I have an insane amount of work to do this coming week, mostly because I missed a day and a half (and was in an unproductive, frazzled state last weekend) on account of the fiasco with my car in Baltimore. I should really be working, and given that I am blogging, I should really be writing about one of the areas I know more about, like perennial grain ecology or Latin American politics.
But I wanted to say a few words about John McCain's speech a couple days ago. Hopefully this will attract the interest of more readers than another paean to the glories of the Morales regime in Bolivia.
I have immense respect for John McCain and I think he is fundamentally a good and great man, and this comes very largely from my admiration from his experience in Vietnam. Let me make one thing clear. In no sense do I support the Vietnam war, and in no sense do I think that he was fighting for 'our freedom' or 'our safety', and even less for the freedom and safety of the Vietnamese. Let's be honest. The American cause in Vietnam was an evil one. The government we were fighting to preserve was a corrupt and greedy oligarchy intent on preserving its own privileges, led by a general who said, famously, "We need four or five Hitlers in Vietnam". This was the regime that herded peasants into barbed-wire camps, that allowed American planes to spread poison over the countryside, that tortured prisoners in the tiger cages, and that turned Saigon into a byword for greed, prostitution and decadence. Vietnam needed socialism. It needed a government that would ensure that farmers and workers could own their land and factories and no longer be at the mercy of the landlord, and it needed a government which could inspire people to work for something greater than themselves, and a set of values which looked to a future where men related to one another in a spirit of love and cooperation instead of self-interest and exploitation. This was worth fighting for, and it was worth a certain degree of war and repression. Ho Chi Minh and his men, for all their faults, were fighting for a good cause in Viet Nam, and the Americans and South Vietnamese were fighting for a bad one.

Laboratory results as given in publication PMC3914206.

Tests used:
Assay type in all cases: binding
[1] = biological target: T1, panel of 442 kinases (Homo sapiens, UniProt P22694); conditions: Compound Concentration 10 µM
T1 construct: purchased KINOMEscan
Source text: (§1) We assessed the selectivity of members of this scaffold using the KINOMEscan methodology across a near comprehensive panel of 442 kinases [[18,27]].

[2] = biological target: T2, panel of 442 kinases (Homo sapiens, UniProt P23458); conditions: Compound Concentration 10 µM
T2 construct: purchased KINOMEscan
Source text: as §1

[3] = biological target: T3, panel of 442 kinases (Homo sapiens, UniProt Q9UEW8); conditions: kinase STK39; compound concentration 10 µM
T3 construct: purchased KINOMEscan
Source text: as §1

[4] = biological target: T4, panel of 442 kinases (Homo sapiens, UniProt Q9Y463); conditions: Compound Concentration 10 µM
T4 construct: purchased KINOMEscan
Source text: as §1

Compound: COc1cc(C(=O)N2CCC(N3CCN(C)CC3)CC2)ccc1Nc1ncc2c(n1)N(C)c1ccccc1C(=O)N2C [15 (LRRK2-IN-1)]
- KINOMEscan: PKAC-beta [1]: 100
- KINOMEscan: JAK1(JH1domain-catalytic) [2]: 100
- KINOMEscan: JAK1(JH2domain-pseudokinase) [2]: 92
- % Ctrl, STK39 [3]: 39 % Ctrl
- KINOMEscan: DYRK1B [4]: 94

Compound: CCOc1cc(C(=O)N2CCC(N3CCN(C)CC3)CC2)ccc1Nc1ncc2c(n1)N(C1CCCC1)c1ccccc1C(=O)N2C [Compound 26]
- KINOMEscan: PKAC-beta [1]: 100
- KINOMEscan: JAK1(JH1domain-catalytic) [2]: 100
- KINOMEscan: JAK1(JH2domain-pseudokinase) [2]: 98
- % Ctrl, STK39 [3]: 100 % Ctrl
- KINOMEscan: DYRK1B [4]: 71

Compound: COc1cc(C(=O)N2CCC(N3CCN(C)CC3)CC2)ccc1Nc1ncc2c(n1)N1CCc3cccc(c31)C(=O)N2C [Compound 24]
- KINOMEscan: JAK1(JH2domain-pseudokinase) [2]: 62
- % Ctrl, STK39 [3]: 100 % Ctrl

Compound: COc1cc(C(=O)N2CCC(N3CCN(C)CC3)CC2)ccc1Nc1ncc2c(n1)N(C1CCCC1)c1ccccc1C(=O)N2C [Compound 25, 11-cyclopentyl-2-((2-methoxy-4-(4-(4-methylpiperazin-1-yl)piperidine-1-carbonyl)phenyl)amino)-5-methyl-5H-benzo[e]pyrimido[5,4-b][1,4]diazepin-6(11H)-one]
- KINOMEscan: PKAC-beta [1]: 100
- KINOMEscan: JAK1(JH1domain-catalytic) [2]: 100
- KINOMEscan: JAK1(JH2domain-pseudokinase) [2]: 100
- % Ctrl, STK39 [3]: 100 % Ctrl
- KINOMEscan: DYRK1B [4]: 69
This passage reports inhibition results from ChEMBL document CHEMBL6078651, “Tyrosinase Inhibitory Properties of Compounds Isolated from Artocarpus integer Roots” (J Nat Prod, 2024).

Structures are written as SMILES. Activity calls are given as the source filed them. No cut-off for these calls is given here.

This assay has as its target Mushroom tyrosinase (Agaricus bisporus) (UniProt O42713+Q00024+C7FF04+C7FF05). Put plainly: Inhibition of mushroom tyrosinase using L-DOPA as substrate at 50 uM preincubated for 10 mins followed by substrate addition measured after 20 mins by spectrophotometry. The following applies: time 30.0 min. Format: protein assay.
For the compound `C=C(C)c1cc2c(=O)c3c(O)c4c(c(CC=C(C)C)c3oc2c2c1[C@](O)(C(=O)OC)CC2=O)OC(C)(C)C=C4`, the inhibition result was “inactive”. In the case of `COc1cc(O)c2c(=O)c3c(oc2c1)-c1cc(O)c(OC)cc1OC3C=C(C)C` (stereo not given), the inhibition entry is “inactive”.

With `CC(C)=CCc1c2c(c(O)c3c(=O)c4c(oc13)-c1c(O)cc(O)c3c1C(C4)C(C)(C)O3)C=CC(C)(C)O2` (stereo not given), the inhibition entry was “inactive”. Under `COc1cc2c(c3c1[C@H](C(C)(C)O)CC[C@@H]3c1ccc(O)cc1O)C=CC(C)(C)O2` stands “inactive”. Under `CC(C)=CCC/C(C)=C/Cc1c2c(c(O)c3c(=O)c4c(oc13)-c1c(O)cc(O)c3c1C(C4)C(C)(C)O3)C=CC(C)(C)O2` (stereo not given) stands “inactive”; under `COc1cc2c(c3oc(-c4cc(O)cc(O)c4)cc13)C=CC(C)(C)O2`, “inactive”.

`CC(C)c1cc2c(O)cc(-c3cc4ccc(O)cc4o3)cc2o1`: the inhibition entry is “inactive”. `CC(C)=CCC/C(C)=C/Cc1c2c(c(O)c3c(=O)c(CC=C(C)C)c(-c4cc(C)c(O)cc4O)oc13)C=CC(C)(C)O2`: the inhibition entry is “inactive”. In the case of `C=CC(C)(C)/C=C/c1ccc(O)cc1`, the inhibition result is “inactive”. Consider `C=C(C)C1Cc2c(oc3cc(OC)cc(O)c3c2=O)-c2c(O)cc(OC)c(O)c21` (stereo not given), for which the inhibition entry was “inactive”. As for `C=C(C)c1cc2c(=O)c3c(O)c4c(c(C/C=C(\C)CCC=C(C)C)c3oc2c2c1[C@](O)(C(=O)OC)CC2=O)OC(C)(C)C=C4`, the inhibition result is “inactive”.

That doesn't make John McCain's sacrifice and suffering any less admirable. Do we honestly think that you can only do great things while fighting for a good cause? What matters isn't whether McCain's cause was the right one. What matters is that he believed it was the right one, that he held a (to me, misplaced) faith in liberal democracy and capitalism that led him to (again, wrongly) believe that he was doing the right thing for the people of Vietnam. And that he held on to his faith, and his convictions, even when he was subjected to intense torture. What matters, even more, is not his loyalty to his country or his political beliefs but his loyalty to his friends. He loved the men he served with and those he suffered with, so much so that he turned down the offer of early release so that those who had suffered longer than he had would be released earlier. He was sorely tempted to take the easy road; he took the hard one, at the cost of tremendous pain and despair. Maritain said, "God was served by the martyrs, and He was served by the executioners that made the martyrs." He is served whenever a person willingly endures suffering for the sake of others, and whenever a person acts out of love, even if the object of their love may be somewhat misplaced; just the same as when someone acts out of hatred and self-love, even if they do it in the name of something good, it is someone quite other than God who is pleased.
I don't have any particular liking for a number of historical causes. I think that the Ayyubid drive to reconquer the Holy Land was a bad cause; I think that Stalinism was a bad cause, and so was the Indian Mutiny, and so was Falangism. That doesn't mean that I think that Saladin, or Tukhachevsky, or General Moscardo, or Lakshmibai, Queen of Jhansi, who went to her death at Gwalior crying "Mera Jhansi denge nay" were bad people. They were great people, who acted according to their own lights, and sometimes suffered for it.
We often don't know what is right, and all we can do is follow our own conscience. Whether we are ultimately right or wrong, we can remember that suffering for the sake of those we love is always a good act, much as killing or torturing the innocent is always a bad one, regardless of how base or noble the cause in whose name we do it. And we can hope that if we are ever tested, and called upon to take the hard road rather than the easy one, we can do so with as much courage as John McCain.